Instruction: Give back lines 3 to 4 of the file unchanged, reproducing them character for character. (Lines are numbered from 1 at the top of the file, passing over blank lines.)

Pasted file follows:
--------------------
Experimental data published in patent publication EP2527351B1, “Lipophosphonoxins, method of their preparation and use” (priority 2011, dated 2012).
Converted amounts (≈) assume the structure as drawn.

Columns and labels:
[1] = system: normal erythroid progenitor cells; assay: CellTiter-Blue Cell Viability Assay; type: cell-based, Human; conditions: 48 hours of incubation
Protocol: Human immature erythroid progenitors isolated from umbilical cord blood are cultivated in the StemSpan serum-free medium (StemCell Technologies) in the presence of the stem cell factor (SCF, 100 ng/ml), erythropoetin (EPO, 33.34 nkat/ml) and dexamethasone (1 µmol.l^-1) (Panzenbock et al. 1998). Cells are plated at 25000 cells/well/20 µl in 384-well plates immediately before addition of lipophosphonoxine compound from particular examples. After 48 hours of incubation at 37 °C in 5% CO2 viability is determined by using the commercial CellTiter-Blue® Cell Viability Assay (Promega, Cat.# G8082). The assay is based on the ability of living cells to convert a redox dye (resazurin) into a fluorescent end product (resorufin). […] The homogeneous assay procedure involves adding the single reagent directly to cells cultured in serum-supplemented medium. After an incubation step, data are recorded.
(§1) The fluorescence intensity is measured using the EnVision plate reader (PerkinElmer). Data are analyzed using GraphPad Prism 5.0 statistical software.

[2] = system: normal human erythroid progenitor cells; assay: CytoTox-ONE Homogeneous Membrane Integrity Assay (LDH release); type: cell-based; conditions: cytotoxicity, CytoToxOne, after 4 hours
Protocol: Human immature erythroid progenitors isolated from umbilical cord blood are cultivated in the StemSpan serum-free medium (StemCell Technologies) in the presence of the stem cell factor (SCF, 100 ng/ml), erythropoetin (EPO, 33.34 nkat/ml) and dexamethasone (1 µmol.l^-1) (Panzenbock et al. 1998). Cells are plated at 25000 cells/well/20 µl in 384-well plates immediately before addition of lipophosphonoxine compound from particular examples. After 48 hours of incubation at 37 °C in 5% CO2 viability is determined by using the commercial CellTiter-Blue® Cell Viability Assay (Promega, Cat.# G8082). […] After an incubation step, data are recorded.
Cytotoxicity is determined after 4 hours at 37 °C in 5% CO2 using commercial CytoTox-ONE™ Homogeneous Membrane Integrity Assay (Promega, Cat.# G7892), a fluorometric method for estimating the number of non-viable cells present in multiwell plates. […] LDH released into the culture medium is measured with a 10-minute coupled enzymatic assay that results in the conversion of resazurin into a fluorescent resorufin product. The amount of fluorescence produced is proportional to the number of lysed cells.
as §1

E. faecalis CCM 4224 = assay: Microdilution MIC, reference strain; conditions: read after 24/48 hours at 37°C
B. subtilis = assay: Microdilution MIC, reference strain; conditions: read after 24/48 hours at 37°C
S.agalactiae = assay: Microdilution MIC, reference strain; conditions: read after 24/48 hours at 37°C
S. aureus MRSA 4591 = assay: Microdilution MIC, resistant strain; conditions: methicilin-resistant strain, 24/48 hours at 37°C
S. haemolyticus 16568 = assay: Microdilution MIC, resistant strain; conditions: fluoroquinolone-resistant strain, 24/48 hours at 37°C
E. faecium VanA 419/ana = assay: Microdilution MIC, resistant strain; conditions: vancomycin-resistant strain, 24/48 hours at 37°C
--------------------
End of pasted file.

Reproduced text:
Columns and labels:
[1] = system: normal erythroid progenitor cells; assay: CellTiter-Blue Cell Viability Assay; type: cell-based, Human; conditions: 48 hours of incubation